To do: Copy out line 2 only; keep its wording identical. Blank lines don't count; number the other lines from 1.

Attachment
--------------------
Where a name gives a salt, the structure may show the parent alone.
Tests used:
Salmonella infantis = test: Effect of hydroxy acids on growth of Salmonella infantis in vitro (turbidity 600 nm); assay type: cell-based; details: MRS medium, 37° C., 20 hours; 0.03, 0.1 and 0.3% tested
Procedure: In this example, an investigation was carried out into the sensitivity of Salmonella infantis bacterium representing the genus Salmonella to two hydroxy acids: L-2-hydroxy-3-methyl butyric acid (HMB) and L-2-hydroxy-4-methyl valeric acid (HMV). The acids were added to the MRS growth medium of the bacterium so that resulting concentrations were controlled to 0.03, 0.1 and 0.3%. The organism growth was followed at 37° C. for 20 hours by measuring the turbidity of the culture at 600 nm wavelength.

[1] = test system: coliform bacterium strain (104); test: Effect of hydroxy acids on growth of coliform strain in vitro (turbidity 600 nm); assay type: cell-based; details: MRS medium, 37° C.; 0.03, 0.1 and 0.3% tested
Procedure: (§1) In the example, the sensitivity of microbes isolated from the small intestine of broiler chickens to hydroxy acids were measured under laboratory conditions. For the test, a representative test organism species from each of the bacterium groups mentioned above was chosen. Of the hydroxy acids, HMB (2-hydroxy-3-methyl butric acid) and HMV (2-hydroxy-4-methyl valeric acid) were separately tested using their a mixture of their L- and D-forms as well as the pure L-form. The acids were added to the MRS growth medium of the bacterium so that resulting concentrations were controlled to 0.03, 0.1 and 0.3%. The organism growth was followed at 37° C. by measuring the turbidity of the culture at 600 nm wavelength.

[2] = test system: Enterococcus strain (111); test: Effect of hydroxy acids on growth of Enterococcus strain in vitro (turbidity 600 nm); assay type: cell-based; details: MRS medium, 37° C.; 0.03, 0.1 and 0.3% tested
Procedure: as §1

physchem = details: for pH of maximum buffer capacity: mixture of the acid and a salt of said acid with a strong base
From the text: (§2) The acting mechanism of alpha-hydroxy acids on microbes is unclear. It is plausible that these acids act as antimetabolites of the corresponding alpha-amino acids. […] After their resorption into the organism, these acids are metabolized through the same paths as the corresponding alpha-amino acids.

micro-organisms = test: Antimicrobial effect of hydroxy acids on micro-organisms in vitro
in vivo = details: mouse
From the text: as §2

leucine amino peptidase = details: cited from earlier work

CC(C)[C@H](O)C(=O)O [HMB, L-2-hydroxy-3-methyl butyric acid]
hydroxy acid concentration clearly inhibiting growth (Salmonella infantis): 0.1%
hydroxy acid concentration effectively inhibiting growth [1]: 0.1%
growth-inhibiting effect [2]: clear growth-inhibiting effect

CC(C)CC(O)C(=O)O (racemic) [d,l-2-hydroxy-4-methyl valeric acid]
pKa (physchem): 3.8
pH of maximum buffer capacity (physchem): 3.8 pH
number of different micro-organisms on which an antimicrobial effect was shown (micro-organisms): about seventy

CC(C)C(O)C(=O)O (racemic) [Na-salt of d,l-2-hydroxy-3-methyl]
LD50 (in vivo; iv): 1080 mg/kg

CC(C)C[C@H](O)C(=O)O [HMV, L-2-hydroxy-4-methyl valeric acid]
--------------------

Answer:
Tests used: